Photo of Ming Dynasty Yellow and Green Bicolor Dragon-Patterned Bowl (from the reign of Hongzhi) before it is broken. Courtesy National Palace Museum, Taipei. 

Taipei’s National Palace Museum Breaks Valuable Chinese Artifacts

On October 28, Taiwan opposition legislator Chen I-hsin revealed that three Ming and Qing dynasty artifacts from the collection of Taipei's National Palace Museum (NPM) were broken over the past 18 months. During the legislative hearing, Chen claimed that museum director Wu Mi-cha attempted to hide evidence by instructing his staff that no records, such as inspection notes and paperwork, be made available about the artifacts’ mishandling. However, Wu strongly denied the allegation, asserting that precautions were taken to prevent tampering with the evidence while the breakages were investigated. According to Wu, the objects—two bowls and a dish from the Hongzhi, Kangxi, and Qianlong periods respectively—were classified as “general antiquities,” the lowest classification of cultural heritage, which is why no formal notification to the culture ministry or the public was issued. While some media outlets estimated their value at USD 77 million, Wu said the value “way lower” and vowed that the NPM’s handling and storage methods would be improved by “end[ing] the ‘outdated’ practice of storing multiple items in one box and replace the cartons with larger chests.”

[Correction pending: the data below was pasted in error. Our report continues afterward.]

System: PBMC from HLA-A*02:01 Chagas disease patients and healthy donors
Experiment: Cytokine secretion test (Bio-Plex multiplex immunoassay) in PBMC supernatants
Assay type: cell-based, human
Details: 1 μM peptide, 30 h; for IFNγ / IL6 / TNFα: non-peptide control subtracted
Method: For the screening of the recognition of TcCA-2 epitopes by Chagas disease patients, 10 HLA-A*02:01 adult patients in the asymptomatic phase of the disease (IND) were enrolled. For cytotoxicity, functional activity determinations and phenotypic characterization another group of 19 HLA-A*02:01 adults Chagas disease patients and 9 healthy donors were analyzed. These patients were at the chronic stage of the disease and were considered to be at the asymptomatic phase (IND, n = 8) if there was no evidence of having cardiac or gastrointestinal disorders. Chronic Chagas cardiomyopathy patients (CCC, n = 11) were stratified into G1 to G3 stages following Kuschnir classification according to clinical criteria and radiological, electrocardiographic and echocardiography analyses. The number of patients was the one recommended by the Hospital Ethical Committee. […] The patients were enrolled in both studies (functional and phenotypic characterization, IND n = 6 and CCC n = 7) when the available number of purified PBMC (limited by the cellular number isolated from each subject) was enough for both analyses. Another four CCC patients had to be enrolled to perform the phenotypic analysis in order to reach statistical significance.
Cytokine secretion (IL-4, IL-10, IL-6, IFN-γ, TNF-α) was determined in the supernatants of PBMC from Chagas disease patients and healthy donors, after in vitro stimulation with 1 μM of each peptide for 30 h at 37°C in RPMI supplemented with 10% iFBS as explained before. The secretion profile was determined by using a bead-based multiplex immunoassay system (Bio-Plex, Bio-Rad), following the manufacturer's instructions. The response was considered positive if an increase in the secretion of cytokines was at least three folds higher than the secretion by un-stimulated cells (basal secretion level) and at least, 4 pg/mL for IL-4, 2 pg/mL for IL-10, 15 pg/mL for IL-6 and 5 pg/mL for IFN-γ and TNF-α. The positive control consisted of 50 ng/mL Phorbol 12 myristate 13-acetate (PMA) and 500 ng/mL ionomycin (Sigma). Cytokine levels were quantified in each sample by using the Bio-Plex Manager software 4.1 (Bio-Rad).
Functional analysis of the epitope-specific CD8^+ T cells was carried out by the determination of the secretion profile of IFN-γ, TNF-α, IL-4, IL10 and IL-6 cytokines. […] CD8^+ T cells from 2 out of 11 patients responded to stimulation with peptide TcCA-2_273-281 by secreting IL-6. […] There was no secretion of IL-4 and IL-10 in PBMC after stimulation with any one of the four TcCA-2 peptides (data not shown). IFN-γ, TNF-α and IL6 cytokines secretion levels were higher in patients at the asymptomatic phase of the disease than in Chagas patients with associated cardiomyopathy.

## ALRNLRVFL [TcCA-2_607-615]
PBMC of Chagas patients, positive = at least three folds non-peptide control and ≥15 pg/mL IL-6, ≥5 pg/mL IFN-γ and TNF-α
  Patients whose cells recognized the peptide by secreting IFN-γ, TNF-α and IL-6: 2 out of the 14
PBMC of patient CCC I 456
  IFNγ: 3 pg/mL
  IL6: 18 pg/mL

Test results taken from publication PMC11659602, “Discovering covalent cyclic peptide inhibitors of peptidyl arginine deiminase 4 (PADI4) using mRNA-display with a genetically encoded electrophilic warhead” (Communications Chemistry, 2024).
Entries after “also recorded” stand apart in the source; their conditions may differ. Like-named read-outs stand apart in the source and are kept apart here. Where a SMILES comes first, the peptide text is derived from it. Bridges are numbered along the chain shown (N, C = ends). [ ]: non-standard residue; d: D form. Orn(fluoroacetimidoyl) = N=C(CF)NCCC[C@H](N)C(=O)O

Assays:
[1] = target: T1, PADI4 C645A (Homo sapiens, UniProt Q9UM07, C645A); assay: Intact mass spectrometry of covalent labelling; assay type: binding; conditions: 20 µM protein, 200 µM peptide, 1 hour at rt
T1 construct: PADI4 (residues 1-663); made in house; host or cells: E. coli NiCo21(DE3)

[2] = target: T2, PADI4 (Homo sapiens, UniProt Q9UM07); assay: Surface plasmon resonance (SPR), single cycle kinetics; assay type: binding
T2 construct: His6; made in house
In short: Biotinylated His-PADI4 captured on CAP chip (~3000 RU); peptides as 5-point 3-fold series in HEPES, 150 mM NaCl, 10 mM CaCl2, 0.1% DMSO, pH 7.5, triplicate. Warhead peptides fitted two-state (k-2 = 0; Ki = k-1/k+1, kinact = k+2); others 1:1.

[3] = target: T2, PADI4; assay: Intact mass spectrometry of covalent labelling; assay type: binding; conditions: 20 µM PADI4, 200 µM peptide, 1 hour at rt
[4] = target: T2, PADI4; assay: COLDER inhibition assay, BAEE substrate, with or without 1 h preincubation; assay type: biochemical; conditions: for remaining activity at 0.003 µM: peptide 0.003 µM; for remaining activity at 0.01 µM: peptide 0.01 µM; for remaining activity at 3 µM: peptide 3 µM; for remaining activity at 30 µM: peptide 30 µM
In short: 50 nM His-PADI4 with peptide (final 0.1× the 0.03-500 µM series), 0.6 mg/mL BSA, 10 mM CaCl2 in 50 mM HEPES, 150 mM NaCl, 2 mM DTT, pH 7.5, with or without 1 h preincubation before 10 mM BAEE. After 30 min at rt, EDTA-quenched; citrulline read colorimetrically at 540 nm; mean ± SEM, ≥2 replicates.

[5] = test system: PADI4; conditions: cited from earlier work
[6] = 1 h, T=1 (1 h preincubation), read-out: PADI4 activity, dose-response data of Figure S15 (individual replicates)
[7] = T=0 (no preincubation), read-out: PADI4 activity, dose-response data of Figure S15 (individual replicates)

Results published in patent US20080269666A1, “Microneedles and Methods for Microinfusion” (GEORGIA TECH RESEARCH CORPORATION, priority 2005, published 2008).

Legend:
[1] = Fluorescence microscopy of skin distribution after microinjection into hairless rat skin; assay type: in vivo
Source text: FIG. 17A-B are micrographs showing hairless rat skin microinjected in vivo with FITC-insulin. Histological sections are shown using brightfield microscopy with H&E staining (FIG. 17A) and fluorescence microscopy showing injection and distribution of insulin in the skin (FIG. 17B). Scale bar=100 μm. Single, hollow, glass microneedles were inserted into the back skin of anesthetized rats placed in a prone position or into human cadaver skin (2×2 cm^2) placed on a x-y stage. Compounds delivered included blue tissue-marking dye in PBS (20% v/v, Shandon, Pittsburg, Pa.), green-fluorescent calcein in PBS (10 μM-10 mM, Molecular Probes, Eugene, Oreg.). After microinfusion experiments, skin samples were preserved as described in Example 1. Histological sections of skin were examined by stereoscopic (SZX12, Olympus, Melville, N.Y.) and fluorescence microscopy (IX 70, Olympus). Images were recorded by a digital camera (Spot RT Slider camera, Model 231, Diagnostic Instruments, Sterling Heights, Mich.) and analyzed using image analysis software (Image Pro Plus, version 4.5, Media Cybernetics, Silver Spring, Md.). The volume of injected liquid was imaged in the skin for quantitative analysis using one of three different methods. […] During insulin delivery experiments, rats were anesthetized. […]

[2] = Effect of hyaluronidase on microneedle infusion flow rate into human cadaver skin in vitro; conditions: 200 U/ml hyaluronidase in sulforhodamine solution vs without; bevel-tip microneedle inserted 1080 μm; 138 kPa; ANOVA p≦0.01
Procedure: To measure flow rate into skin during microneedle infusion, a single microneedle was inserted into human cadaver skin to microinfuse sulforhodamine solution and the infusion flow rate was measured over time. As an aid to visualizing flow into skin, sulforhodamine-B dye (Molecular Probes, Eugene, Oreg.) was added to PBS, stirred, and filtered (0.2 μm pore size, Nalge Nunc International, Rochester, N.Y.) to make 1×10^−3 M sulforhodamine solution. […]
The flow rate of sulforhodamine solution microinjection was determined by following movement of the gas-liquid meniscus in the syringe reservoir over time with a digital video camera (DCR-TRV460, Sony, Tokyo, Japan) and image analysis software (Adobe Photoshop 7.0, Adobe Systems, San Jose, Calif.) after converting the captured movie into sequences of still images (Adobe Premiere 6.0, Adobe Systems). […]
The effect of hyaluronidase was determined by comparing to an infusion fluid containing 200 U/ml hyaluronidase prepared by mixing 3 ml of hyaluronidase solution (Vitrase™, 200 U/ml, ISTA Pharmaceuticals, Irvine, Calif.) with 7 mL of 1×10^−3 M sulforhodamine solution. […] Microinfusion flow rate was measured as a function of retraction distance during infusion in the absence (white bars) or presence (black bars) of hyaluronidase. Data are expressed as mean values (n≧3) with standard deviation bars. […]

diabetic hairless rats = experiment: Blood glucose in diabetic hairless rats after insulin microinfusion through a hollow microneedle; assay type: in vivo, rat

An AR image generated by the #ReturnThePillar app. Image via Facebook. 

Sculptor Urges the University of Hong Kong to Return the Pillar